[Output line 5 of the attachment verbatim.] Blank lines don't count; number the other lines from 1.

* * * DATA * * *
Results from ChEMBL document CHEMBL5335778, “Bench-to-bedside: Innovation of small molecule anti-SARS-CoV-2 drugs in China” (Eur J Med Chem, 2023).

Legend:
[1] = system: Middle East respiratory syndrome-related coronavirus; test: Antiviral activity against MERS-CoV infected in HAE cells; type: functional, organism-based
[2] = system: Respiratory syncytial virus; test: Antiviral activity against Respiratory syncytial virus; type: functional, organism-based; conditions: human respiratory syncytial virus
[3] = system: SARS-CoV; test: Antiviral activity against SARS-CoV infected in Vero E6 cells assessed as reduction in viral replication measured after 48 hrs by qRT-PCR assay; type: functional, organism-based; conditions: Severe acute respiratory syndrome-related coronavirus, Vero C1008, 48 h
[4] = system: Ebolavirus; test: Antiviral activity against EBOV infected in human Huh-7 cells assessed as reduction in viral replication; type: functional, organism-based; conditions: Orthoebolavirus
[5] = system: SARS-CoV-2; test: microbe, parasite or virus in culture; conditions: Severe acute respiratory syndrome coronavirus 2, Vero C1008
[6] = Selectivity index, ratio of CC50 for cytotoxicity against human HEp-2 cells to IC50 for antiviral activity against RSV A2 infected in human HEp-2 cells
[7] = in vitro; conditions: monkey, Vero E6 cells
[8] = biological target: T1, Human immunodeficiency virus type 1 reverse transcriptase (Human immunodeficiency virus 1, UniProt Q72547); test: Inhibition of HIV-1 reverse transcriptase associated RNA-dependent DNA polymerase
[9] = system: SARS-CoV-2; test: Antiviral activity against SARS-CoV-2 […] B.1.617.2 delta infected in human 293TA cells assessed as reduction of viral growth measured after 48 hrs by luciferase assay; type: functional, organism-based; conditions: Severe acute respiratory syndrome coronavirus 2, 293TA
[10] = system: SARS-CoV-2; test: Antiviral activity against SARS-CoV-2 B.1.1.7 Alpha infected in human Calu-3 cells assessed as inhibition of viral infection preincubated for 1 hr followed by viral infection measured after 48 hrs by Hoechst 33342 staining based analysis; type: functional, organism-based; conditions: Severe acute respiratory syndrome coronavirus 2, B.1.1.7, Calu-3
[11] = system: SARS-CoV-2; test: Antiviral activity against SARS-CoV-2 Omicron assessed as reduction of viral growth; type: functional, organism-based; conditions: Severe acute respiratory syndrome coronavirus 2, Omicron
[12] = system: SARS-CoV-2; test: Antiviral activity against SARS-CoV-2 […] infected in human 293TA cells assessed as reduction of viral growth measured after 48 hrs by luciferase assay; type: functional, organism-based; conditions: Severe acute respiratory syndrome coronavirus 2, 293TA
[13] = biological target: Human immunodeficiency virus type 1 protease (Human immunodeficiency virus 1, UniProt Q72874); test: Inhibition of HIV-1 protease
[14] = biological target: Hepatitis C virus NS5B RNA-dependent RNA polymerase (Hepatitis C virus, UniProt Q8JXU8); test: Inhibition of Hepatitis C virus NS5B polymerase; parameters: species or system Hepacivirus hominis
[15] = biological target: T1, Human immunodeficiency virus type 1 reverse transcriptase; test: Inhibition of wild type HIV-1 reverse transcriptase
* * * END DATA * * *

[3] = system: SARS-CoV; test: Antiviral activity against SARS-CoV infected in Vero E6 cells assessed as reduction in viral replication measured after 48 hrs by qRT-PCR assay; type: functional, organism-based; conditions: Severe acute respiratory syndrome-related coronavirus, Vero C1008, 48 h